Historically, records pertaining to air pollution were kept in 2017 when a figure of 26.4 µg/m³ was recorded. An improvement was seen in 2018 when the figure was 18 µg/m³. No real change was seen in 2019 when that figure was 18.5 µg/m³, however, in 2020 the figure was again lower at 17.8 µg/m³. This figure may not be a true reflection of reality because of the COVID-19 pandemic. Many motorists were no longer required to commute to their offices each day in an attempt to halt the spread of the virus. There were also some factories and similar production units which were told to close on a temporary basis. Many cities throughout the world noted how much cleaner their city air was because of these measures.
Fine dust and nitrogen oxide above the values recommended by the WHO kill more than 50,000 European citizens every year, and Northern Italy is one of the most affected areas on the continent. The two pollutants provide valuable information on the source of the problem: in the case of nitrogen oxide, it is mainly from the exhaust gases of cars, whilst fine dust also comes from other forms of combustion, such as factories, domestic heating and energy production with fossil fuels. In Bergamo the major source of pollution is traffic, responsible for about 50 per cent of the dust created. Particularly harmful are diesel engines, which discharge the dust directly from the exhaust pipe (primary aerosol) and release nitrogen oxides into the air which, when combined with the ammonia produced by the spreading of manure/sewage in agriculture, produce further dust (secondary aerosol).
Another very important source that contributes to air pollution is the combustion of wood and pellets used to power domestic fireplaces and stoves, especially if not carried out in the latest generation and high-performance systems. The dust produced by the bad combustion of wood and pellets also have a high content of benzo-a-pyrene, a dangerous carcinogen.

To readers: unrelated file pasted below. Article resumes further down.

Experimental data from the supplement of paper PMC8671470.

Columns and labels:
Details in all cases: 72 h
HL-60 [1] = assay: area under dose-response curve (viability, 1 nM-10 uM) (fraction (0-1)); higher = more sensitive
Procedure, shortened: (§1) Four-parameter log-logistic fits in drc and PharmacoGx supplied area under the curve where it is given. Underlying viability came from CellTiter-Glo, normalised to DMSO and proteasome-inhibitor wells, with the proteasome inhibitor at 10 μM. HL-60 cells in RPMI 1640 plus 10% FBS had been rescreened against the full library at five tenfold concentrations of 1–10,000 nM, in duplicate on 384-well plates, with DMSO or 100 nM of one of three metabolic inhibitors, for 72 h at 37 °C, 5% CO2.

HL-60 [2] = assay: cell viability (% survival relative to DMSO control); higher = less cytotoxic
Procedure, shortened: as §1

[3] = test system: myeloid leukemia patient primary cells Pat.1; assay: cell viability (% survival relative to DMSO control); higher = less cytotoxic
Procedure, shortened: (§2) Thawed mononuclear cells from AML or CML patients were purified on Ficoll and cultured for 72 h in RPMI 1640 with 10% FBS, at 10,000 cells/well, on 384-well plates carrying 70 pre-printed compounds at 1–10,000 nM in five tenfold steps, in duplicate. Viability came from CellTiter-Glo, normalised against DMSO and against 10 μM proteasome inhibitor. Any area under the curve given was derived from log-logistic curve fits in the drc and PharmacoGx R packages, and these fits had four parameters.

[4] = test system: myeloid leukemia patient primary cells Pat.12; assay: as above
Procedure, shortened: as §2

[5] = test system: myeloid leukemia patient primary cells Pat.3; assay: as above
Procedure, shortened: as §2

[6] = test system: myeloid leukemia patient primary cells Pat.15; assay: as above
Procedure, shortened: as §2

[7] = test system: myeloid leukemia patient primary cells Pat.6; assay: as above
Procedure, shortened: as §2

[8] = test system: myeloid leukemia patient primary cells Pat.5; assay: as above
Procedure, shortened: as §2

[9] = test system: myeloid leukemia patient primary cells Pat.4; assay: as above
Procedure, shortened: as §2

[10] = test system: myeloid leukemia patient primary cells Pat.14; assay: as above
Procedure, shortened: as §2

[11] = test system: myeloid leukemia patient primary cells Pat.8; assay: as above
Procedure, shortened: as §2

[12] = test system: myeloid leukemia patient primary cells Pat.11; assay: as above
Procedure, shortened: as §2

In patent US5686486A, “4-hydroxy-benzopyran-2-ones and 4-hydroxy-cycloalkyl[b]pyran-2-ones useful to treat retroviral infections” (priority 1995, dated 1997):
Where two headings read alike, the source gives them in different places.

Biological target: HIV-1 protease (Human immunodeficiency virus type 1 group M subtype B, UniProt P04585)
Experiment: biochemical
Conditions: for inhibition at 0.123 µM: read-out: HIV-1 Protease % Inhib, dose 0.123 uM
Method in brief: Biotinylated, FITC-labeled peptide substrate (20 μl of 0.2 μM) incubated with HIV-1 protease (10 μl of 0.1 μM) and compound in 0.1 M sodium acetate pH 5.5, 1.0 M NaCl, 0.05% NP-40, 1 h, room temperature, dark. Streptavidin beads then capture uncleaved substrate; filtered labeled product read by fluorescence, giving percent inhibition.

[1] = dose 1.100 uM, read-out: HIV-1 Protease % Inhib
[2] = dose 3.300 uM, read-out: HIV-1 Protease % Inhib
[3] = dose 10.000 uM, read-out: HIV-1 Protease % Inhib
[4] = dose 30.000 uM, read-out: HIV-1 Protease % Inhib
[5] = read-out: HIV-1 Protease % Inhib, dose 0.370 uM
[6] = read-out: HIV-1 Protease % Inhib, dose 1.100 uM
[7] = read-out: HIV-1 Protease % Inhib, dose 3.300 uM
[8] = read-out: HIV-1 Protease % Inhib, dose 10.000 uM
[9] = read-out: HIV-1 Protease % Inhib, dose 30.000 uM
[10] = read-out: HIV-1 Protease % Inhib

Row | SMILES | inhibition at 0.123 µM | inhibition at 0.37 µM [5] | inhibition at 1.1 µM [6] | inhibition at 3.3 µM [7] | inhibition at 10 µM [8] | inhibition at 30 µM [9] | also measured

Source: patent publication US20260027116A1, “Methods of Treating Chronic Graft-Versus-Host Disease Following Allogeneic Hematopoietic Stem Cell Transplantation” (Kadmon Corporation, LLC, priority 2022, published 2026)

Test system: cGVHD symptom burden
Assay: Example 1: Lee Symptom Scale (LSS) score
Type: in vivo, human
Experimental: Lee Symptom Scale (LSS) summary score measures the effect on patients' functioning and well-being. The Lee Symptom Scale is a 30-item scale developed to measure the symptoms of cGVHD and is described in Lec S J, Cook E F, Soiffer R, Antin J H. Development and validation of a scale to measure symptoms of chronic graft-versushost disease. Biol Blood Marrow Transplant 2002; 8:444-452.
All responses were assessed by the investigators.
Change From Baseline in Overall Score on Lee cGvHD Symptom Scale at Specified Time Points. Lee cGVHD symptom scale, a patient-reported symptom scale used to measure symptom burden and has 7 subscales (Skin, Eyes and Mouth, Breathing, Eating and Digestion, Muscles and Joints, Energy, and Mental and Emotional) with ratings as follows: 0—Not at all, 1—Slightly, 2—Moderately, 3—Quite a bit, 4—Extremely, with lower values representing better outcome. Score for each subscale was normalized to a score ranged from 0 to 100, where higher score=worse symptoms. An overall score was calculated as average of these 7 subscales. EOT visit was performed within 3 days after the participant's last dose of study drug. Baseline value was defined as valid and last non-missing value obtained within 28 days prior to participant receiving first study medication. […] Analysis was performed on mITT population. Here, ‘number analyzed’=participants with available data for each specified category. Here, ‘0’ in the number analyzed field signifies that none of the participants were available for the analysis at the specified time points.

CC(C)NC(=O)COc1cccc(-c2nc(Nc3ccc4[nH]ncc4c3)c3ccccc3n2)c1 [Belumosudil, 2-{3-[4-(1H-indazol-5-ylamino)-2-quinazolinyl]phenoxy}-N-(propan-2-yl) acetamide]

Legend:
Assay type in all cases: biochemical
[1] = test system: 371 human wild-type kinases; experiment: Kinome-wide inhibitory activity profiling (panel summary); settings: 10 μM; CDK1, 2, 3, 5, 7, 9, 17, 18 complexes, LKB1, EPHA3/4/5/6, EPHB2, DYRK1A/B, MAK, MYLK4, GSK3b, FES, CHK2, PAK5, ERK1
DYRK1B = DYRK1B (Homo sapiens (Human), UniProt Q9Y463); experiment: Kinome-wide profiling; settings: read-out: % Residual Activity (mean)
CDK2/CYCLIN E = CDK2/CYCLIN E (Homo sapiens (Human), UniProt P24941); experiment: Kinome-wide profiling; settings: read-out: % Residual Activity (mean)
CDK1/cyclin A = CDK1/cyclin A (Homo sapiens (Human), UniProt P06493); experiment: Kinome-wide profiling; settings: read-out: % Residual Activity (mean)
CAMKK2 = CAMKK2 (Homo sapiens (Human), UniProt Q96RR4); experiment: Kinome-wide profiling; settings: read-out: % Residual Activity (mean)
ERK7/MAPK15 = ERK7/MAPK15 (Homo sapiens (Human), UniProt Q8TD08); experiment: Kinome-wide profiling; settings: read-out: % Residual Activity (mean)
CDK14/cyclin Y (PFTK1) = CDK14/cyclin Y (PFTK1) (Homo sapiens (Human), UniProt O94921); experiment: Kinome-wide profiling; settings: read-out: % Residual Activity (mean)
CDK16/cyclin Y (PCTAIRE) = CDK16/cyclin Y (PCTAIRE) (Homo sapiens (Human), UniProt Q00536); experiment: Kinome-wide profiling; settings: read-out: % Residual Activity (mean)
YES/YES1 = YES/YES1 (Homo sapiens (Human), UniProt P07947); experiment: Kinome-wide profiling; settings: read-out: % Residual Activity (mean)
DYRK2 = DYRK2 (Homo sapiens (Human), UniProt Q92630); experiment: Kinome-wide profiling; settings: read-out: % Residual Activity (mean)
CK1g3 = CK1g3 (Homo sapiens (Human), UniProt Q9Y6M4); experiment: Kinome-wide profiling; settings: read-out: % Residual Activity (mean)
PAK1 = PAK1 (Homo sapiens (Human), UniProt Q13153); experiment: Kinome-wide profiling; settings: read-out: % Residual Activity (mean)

Together with the Lombardy Region, ARPA, ANCI and other Municipalities, the “anti-smog protocol” was signed, which is a series of temporary measures to add to the regional restrictions already in force during the thermal and winter seasons. Among these, the limitations on the circulation of diesel cars and biomass domestic systems stand out in the presence of repeated exceeding of the limits established by the EU regarding PM10 in the air.
In the fight against air pollution, the Lombardy region has long been implementing concrete measures for the defence of air quality and the health of citizens, encouraging the disposal of the most polluting vehicles and their replacement with low environmental impact vehicles, part of both citizens and businesses. These measures represent a further effort to reach the limit values for particulate matter and nitrogen oxides in the atmosphere imposed by national and community legislation.
Most people know that air pollution causes lung problems, but exposure to smog has also been linked to many other diseases, such as heart attacks, strokes, dementias., kidney disease and diabetes, as well as having harmful effects in pregnancy. Air pollution is linked to premature deaths, most of which are due to cardiovascular disease. Fine particles (PM) can damage the cardiovascular system in many ways, causing inflammation, promoting blood clotting, narrowing the arteries and putting the heart under stress.
The smallest nanoparticles (about the size of those found in diesel engine exhausts) can be inhaled and then passed from the lungs into the blood. After that they can be transported throughout the body, and accumulate in different organs. If this happens in the blood vessels and heart, it can encourage the development of disease and even cause acute events.